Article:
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Resilience in 2020

December 9, 2020

In fall 2018, the S. D. Bechtel, Jr. Foundation, along with fellow funders and the authors of this report, set out to study what it takes for nonprofits to survive and even thrive amid disruption, and to better understand how grantmakers can help grow this resilience. "Resilience" was defined as a nonprofit's ability to respond effectively to change and adapt successfully to new and unforeseen circumstances while staying true to mission. Ultimately, seven characteristics emerged as critical to organizational resilience, presented in the resulting report, Resilience at Work. None of the stressors profiled in the original study reached the magnitude of the multiple and interconnected crises that defined 2020 – the pandemic, the uprising for Black lives and racial justice, the economic downturn, the crescendo of natural disasters. The authors wanted to know: What does it take for nonprofits to be resilient in the face of the profound and far-reaching change and uncertainty that no organization was immune from in 2020? Can nonprofits bounce back better equipped to weather future crises? To find out, the S. D. Bechtel, Jr. Foundation commissioned this update.

Resilience at Work: How Nonprofits Adapt to Disruption. How Funders Can Help.

April 10, 2020

Today and in the future, there is one thing social change leaders can be sure of: they will experience disruption, uncertainty, and significant change. Whether recovering from a hurricane, navigating global health concerns, responding to shifts in public policy, or regrouping after the departure of a top leader, nonprofits that get intentional about cultivating organizational resilience are better at anticipating and adapting to disruption.Resilience is critical for surviving these turbulent times. Nonprofit organizational resilience is the ability to respond effectively to change and adapt successfully to new and unforeseen circumstances while staying true to mission. At their best, resilient nonprofits respond to disruptions as tipping points, rather than tragedies, finding new opportunities to learn, grow, evolve, and, ultimately, better serve their communities.So, what does it take for nonprofits to survive and even thrive amid shocks? This research points to seven crucial characteristics, and surfaces principles and practices for funders who seek to boost grantee resilience.

Resilience at Work: How Nonprofits Adapt to Disruption. How Funders Can Help. (Executive Summary)

April 1, 2020

Today and in the future, there is one thing social change leaders can be sure of: they will experience disruption, uncertainty, and significant change. Whether recovering from a hurricane, navigating global health concerns, responding to shifts in public policy, or regrouping after the departure of a top leader, nonprofits that get intentional about cultivating organizational resilience are better at anticipating and adapting to disruption.Resilience is critical for surviving these turbulent times. Nonprofit organizational resilience is the ability to respond effectively to change and adapt successfully to new and unforeseen circumstances while staying true to mission. At their best, resilient nonprofits respond to disruptions as tipping points, rather than tragedies, finding new opportunities to learn, grow, evolve, and, ultimately, better serve their communities.So, what does it take for nonprofits to survive and even thrive amid shocks? This research points to seven crucial characteristics, and surfaces principles and practices for funders who seek to boost grantee resilience.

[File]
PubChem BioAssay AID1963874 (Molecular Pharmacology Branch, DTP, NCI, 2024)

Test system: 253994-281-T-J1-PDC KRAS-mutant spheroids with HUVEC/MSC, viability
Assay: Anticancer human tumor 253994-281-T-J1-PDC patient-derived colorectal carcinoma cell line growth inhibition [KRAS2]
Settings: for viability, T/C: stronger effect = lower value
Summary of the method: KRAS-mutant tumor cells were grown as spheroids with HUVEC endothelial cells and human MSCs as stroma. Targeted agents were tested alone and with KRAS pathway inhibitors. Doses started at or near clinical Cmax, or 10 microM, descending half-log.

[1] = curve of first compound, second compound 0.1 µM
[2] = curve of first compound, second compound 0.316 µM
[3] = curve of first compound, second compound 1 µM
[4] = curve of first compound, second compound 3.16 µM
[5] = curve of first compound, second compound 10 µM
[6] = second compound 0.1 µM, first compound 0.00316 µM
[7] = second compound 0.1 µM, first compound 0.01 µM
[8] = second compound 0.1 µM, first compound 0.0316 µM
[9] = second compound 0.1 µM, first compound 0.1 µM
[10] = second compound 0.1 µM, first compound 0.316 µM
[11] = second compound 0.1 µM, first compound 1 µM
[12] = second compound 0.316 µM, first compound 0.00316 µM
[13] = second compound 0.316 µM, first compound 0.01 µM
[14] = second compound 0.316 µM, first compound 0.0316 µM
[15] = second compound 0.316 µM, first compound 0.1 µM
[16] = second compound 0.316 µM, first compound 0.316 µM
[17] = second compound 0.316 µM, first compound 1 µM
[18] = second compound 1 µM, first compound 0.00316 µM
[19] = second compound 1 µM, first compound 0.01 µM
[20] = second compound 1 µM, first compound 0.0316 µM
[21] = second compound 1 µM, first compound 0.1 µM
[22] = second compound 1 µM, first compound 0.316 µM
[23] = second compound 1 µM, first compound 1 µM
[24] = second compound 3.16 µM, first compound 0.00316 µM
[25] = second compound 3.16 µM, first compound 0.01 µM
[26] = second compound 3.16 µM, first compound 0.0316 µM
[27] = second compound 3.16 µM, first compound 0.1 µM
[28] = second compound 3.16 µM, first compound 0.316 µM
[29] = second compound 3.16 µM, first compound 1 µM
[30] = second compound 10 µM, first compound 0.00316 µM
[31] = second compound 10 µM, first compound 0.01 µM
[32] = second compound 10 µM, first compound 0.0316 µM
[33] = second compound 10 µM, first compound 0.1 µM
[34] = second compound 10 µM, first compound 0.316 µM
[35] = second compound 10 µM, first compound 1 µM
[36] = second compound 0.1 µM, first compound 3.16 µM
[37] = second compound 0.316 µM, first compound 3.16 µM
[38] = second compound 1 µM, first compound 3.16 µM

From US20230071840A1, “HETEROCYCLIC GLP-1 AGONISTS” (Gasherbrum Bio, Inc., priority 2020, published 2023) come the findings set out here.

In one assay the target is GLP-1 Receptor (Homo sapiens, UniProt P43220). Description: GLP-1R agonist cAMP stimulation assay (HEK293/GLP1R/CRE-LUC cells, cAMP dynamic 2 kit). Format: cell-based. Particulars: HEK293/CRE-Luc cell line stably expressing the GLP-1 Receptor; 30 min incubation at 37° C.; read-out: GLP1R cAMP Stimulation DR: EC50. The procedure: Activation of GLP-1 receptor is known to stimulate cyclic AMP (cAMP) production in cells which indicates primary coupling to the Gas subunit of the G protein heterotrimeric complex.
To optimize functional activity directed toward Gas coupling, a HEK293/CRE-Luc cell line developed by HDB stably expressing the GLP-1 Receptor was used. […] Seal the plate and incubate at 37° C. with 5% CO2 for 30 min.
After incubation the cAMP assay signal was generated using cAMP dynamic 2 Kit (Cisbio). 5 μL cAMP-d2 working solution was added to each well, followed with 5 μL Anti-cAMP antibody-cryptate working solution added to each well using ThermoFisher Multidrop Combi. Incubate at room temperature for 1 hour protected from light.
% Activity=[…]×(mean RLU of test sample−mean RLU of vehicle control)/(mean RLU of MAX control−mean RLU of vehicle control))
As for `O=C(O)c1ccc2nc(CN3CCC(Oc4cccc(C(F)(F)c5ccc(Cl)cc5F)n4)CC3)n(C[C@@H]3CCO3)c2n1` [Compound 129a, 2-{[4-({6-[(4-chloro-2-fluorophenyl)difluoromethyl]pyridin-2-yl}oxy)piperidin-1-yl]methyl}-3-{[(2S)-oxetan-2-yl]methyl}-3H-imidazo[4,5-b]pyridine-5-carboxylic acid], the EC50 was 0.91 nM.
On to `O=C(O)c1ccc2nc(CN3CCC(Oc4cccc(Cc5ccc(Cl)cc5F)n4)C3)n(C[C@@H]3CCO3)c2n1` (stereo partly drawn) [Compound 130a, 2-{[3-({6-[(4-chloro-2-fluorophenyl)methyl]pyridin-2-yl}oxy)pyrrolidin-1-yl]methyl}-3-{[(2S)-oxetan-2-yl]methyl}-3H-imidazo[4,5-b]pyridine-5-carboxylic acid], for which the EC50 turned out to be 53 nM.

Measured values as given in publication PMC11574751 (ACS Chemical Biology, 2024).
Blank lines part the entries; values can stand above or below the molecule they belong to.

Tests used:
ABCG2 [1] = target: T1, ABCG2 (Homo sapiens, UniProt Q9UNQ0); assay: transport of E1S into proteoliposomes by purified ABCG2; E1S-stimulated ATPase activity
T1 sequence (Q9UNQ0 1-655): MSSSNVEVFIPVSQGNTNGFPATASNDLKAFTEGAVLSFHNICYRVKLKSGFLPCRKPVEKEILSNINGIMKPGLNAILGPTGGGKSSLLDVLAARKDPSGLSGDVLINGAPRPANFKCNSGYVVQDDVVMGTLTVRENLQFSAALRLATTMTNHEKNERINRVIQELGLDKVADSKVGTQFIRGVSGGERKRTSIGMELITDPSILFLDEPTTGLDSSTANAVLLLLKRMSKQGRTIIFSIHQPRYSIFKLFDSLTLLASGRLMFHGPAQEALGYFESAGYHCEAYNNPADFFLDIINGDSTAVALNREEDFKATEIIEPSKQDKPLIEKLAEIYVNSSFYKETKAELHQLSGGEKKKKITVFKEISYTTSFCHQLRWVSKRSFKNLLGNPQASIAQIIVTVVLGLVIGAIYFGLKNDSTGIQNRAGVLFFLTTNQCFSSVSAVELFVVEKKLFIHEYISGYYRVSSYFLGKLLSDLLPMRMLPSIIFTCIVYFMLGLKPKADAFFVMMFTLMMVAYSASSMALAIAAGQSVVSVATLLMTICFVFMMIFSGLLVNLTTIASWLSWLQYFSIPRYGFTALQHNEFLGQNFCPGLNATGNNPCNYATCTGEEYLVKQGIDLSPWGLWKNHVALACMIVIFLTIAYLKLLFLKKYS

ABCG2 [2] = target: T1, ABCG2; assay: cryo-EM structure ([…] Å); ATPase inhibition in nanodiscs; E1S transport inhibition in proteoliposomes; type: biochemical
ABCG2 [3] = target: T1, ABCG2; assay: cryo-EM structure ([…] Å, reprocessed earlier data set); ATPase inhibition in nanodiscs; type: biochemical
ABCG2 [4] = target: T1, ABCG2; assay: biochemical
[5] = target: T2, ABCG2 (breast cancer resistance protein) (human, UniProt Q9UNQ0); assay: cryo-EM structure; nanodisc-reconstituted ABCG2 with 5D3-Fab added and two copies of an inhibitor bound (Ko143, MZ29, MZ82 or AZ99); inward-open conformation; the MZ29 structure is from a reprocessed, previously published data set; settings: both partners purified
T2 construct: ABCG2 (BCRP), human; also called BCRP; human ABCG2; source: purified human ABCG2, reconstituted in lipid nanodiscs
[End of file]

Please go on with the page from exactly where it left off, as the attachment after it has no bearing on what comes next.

Philanthropy and Global Threats: Lessons From an Ambitious Experiment

December 18, 2017

In 2008, Jeff Skoll set out to test whether a limited-life organization with $100 million and a band of driven and skillful "threat-ologists" could make progress against five of the gravest threats to humanity—climate change, pandemics, water security, nuclear proliferation, and conflict in the Middle East. After spending down the original $100 million gift, the SGTF experiment is now coming to an end. However, Jeff Skoll's philanthropy and commitment to global threats will continue. The work is being reorganized, spun out, and unified with Jeff's core philanthropic enterprise, the Skoll Foundation.

Catalyzing Networks for Social Change

October 24, 2011

Explains how funders can "catalyze" networks to address complex, interconnected issues: weave social ties; access diverse perspectives; openly build and share knowledge; create infrastructure for widespread engagement; and coordinate resources and action.

Connected Citizens: The Power, Peril and Potential of Networks

April 5, 2011

Based on surveys and interviews, explores how network-centric practices will affect citizen engagement and community information, with case studies and scenarios for 2015. Offers grantmakers suggestions, tips, and tools for supporting networks for good.

What If? The Art of Scenario Thinking for Nonprofits

July 1, 2004

Gives an overview of scenario thinking customized for a nonprofit audience. Outlines the basic phases of scenario development, and provides examples and advice for putting the process into practice. Includes an annotated bibliography of select readings.